The Twenty Point Plan

Running trains on time has been our customers’ top priority, whether they are passengers or businesses that send freight by rail. Meeting this need is of utmost importance for all of us in the rail industry. On-time service delivery has shown a good correlation with customer satisfaction. It is important, therefore, for the industry as well as its stakeholders that we strive and run punctual and reliable trains.

The 20 Point Plan is the practitioner-created guide to help businesses deliver improvements in their rolling stock performance through willingly sharing hard-earned knowledge and good practices. The continued evolution of the plan is a visible demonstration of the will that different businesses have in collaborating to meet the challenge of providing reliable, punctual journeys for customers.

The latest issue (Issue 15, July 2020) of the Twenty Point Plan has been restructured and now includes:

  • New foreword
  • Change in Section 2.1.1: ‘The operating TOC is accountable for fleet reporting to RDG but that for subleased fleets the lessor and lessee should agree between them who is responsible’
  • Section 2: insertion of ‘train has been prepped’ under technical clarification
  • Inclusion of new Section 11: Electrical and Electronic Overhaul
  • Change of name from the National Task Force (NTF) to Network Performance Board (NPB)
  • Removal of ‘Supply Chain Forum’ following withdrawal
  • New title page inserted for each section

Click here to download the latest version of the Twenty Points Plan (Issue 15, July 2020).

You can also download each section separately by clicking on the links below:

Section Description
Foreword Susie Homan
Meeting the Challenge Mark Johnson
Purpose and Summary The Twenty Point Plan (20PP) is the current industry view of how to maximise the reliability of the UK national rolling stock fleet. Where helpful, it includes examples of best practice
2. Common Reliability Data Miles per 3 Minute Delay, Miles per Trust Incident (MTIN) and Delays per Incident (DPI)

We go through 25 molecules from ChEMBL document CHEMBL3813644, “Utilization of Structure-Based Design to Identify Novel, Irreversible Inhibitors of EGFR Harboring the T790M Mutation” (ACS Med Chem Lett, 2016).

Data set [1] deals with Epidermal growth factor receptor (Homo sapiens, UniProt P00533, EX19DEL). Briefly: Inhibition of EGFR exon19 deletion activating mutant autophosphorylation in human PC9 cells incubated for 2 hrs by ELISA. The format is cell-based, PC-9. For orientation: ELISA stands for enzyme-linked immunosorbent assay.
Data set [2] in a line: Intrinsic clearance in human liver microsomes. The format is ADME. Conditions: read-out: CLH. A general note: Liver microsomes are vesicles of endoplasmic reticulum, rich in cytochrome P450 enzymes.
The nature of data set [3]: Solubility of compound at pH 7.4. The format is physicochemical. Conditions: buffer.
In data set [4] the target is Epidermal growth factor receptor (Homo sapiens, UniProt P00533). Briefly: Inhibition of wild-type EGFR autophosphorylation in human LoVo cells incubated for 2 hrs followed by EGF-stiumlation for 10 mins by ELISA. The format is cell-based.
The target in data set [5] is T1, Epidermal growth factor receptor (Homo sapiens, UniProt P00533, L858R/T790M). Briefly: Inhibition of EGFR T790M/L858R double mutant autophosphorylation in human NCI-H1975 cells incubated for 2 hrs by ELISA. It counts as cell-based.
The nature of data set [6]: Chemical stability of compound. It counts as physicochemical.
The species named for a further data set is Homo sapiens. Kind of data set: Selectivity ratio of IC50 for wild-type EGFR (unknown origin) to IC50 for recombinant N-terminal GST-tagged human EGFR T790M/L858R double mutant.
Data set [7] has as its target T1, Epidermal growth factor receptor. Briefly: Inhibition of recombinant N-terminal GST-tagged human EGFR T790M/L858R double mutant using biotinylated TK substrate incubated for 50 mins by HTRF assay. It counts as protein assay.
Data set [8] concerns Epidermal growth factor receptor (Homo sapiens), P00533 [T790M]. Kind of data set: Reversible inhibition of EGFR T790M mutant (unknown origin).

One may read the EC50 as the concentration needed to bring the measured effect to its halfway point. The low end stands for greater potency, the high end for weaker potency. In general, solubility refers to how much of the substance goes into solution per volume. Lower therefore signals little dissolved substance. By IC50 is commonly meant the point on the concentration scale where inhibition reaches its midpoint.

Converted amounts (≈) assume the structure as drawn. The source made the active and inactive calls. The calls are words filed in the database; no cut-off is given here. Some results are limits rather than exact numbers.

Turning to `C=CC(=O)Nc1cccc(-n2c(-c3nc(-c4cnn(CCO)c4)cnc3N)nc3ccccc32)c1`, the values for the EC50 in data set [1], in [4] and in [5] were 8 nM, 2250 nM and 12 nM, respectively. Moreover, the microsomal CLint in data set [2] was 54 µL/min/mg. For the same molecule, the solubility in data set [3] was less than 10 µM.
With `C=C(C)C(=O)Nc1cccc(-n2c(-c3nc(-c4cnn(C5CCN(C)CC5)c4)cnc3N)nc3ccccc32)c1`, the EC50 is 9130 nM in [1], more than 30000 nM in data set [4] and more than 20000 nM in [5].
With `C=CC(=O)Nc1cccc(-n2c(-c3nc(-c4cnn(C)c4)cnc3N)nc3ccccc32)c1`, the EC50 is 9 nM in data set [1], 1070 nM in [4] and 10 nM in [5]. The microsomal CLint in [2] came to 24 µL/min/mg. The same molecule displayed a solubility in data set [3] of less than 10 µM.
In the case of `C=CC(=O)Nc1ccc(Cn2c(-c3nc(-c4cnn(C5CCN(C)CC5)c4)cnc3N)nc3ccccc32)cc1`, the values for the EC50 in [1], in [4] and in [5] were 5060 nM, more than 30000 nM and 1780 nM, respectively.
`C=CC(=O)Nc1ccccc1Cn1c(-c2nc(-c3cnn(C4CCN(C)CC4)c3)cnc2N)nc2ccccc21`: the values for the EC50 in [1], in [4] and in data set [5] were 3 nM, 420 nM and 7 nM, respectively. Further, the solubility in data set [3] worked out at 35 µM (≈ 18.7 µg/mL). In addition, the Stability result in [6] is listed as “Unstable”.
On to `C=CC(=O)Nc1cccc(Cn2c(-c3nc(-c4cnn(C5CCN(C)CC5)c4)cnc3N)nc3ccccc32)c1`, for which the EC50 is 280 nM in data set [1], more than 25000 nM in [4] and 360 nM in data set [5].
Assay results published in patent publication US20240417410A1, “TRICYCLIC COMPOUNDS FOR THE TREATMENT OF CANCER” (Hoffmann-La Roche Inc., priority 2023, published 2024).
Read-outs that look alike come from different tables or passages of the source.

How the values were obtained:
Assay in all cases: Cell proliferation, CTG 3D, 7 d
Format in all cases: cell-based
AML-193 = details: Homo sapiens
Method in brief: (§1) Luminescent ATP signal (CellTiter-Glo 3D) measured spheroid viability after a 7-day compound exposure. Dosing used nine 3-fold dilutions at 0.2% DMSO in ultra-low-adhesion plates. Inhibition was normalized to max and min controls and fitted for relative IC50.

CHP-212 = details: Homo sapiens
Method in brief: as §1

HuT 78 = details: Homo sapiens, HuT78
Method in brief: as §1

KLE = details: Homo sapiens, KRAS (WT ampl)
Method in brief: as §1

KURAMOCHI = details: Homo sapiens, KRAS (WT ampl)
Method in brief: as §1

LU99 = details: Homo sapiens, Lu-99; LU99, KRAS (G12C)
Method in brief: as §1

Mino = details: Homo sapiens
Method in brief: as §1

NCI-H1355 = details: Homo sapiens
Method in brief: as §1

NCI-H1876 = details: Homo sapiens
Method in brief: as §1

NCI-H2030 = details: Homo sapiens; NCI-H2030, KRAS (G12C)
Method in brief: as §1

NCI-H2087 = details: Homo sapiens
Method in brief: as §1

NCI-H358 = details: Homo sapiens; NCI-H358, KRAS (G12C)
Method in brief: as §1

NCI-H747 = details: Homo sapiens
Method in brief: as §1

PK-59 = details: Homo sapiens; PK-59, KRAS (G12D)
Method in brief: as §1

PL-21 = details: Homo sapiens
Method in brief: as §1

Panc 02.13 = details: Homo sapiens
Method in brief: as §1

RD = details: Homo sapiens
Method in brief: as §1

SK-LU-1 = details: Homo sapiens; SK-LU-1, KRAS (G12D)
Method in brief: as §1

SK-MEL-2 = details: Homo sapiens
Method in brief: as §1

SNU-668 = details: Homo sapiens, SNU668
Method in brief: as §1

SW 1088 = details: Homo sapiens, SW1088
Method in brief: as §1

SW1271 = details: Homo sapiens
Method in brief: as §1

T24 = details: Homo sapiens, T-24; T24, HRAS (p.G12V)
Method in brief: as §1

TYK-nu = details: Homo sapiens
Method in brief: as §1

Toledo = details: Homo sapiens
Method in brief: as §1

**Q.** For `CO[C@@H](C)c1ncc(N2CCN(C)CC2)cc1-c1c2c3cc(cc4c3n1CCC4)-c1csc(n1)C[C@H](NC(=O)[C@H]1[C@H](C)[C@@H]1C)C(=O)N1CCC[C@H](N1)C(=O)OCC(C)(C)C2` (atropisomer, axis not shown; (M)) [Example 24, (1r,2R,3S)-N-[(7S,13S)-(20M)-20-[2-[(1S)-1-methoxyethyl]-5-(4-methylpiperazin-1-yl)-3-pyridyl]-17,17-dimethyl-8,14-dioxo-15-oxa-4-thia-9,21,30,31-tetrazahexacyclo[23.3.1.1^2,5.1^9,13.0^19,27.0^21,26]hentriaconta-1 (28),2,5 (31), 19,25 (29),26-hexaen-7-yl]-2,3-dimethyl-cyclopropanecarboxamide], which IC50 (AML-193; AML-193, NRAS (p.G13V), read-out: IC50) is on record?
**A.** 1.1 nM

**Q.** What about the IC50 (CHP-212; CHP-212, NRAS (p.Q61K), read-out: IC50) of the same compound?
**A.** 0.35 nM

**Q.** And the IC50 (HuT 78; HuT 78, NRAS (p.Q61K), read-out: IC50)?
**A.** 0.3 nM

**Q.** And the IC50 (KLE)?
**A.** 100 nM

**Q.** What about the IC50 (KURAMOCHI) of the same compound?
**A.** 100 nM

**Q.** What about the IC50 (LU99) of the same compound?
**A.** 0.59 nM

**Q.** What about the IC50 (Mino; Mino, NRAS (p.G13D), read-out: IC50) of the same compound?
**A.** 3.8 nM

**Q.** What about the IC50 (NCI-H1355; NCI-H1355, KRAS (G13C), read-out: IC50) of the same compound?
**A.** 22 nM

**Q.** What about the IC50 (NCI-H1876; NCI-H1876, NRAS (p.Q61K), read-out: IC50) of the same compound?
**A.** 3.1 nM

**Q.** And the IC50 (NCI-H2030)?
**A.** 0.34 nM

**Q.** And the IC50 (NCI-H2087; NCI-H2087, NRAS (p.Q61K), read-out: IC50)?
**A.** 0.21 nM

3. Management for Improvement Principles, methods and examples to motivate sustained improvement, including Day-to-day; Monitoring and Feedback; and Change Management; Risk Evaluation
4. Seasonal Management  The core activities of fleet maintainers: collecting and using data (Failure Mode Analysis, condition monitoring, analysing trends); managing repeat defects, deferred work and configuration control; developing the maintenance regime; understanding availability
5. Train Preparation The key frontline resources of fleet maintainers: depots (design, capacity and capability), their management and staffing, including motivation, training, skills development and competence assessment; the High Performing Depot Specification
6. Delivering the Service Having the right parts when and where you need them (spares holding, floats, measures, link to risk, change control, obsolescence, forecasting), and improving the quality of the parts through effective closed-loop relationships (Unipart Rail, ARTTT, RISAS)
7. The Depot How to manage the engineering interfaces between vehicles and infrastructure (relationships, preventing problems before they start)
8. The Vehicles Engineering, operations and planning need to understand each other and pull together: depot planning and train planning (e.g. Rules of the Depot); faults and failures (e.g. 2-way communications); measures of fleet performance. Working together on Seasonal Preparedness is vital
9. On-Depot Fault Finding How to buy a new train fleet to get the best “out-of-the-box” service performance, risks associated with whole fleet behaviour following introduction
10. The infrastructure Best practice in TOCs managing outsourced maintenance, connection to training and development of “in-house” skills and competences (principles are also relevant to TOCs which do most of their work in-house)
11. Managing the Impact of Fleet Incidents on the Railway How ROSCOs can facilitate reliability improvement throughout vehicle lives, including Fleet Management Plans; User Groups; common bits and common issues; optimising for Duty Cycles
12. The Supply Chain How any business can prepare and implement the strategic and tactical capability of the organisation to plan for and respond to incidents and business disruptions in order to continue business operations at an acceptable pre-defined level
13. New Train Procurement To maximise the level and consistency of fleet performance during seasonal variances both operations and engineering need to work together to produce robust and effective management plans. This section is intended to promote a structured approach to seasonal planning and operations
14. No Fault Found Warranty Claims Incidents which occur on the railway will impact on the whole system; this impact is usually measured in train delay minutes. This section includes guidance on how Fleet Incident Management is best implemented
15. RoSCOs  
16. Overhaul Management  
17. Outsourced Maintenance  
18. Business Continuity Management   
19. Useful Links  
Appendix A: Evidence Flow Chart  
Appendix B: High Performing Depot Specification  
Appendix C: Supply Chain Sub-group Issues List  
Appendix D: Ongoing Industry Supply Chain Work Streams  
Appendix E: Example of Best Practice Supply Chain Management  
Appendix F: Fleet Transfer Checklist  
Appendix G: Vehicle Incident Decision Support Tool Customer Requirement Specificartion   
Appendix H: Example of a Checklist  
Appendix I: Decision Suppport Tools  
Appendix J: Creating a Lean Process (for Overhaul)  
Appendix K: Performance Measurement Indicators   



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